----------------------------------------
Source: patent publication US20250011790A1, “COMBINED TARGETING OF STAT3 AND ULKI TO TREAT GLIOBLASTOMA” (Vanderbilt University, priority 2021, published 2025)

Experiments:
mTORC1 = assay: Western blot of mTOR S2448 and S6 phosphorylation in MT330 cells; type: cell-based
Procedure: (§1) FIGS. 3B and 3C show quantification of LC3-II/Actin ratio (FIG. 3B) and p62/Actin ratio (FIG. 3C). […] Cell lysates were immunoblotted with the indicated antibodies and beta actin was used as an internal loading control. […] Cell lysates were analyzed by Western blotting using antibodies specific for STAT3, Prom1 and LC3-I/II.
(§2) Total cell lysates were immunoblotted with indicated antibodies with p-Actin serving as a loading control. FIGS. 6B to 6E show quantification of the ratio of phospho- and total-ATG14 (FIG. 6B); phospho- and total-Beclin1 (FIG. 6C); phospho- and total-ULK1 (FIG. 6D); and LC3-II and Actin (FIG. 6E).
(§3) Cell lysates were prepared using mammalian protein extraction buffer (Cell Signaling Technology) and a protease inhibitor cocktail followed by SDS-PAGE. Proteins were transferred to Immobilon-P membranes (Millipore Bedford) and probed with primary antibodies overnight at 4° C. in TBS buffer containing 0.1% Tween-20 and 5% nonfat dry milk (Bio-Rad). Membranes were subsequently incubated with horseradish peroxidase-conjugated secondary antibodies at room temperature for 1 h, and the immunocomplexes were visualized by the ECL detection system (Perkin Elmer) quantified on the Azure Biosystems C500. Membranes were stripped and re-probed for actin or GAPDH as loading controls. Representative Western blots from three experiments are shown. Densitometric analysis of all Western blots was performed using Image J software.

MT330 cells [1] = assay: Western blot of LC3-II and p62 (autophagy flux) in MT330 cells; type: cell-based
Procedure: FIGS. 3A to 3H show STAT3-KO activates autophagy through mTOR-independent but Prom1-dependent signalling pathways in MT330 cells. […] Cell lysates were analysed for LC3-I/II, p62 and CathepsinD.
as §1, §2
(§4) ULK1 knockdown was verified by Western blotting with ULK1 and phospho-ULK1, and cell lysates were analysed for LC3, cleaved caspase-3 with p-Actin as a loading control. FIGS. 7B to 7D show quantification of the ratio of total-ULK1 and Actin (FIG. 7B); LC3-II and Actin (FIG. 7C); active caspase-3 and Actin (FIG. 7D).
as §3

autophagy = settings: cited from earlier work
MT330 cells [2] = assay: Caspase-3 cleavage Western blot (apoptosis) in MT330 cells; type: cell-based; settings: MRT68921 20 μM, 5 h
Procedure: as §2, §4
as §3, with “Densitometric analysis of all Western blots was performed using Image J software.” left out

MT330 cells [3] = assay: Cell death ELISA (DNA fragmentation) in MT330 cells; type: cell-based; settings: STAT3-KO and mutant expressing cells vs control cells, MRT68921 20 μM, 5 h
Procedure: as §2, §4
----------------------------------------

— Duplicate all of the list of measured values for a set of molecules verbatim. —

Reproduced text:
Source: patent publication US20250011790A1, “COMBINED TARGETING OF STAT3 AND ULKI TO TREAT GLIOBLASTOMA” (Vanderbilt University, priority 2021, published 2025)

Experiments:
mTORC1 = assay: Western blot of mTOR S2448 and S6 phosphorylation in MT330 cells; type: cell-based
Procedure: (§1) FIGS. 3B and 3C show quantification of LC3-II/Actin ratio (FIG. 3B) and p62/Actin ratio (FIG. 3C). […] Cell lysates were immunoblotted with the indicated antibodies and beta actin was used as an internal loading control. […] Cell lysates were analyzed by Western blotting using antibodies specific for STAT3, Prom1 and LC3-I/II.
(§2) Total cell lysates were immunoblotted with indicated antibodies with p-Actin serving as a loading control. FIGS. 6B to 6E show quantification of the ratio of phospho- and total-ATG14 (FIG. 6B); phospho- and total-Beclin1 (FIG. 6C); phospho- and total-ULK1 (FIG. 6D); and LC3-II and Actin (FIG. 6E).
(§3) Cell lysates were prepared using mammalian protein extraction buffer (Cell Signaling Technology) and a protease inhibitor cocktail followed by SDS-PAGE. Proteins were transferred to Immobilon-P membranes (Millipore Bedford) and probed with primary antibodies overnight at 4° C. in TBS buffer containing 0.1% Tween-20 and 5% nonfat dry milk (Bio-Rad). Membranes were subsequently incubated with horseradish peroxidase-conjugated secondary antibodies at room temperature for 1 h, and the immunocomplexes were visualized by the ECL detection system (Perkin Elmer) quantified on the Azure Biosystems C500. Membranes were stripped and re-probed for actin or GAPDH as loading controls. Representative Western blots from three experiments are shown. Densitometric analysis of all Western blots was performed using Image J software.

MT330 cells [1] = assay: Western blot of LC3-II and p62 (autophagy flux) in MT330 cells; type: cell-based
Procedure: FIGS. 3A to 3H show STAT3-KO activates autophagy through mTOR-independent but Prom1-dependent signalling pathways in MT330 cells. […] Cell lysates were analysed for LC3-I/II, p62 and CathepsinD.
as §1, §2
(§4) ULK1 knockdown was verified by Western blotting with ULK1 and phospho-ULK1, and cell lysates were analysed for LC3, cleaved caspase-3 with p-Actin as a loading control. FIGS. 7B to 7D show quantification of the ratio of total-ULK1 and Actin (FIG. 7B); LC3-II and Actin (FIG. 7C); active caspase-3 and Actin (FIG. 7D).
as §3

autophagy = settings: cited from earlier work
MT330 cells [2] = assay: Caspase-3 cleavage Western blot (apoptosis) in MT330 cells; type: cell-based; settings: MRT68921 20 μM, 5 h
Procedure: as §2, §4
as §3, with “Densitometric analysis of all Western blots was performed using Image J software.” left out

MT330 cells [3] = assay: Cell death ELISA (DNA fragmentation) in MT330 cells; type: cell-based; settings: STAT3-KO and mutant expressing cells vs control cells, MRT68921 20 μM, 5 h
Procedure: as §2, §4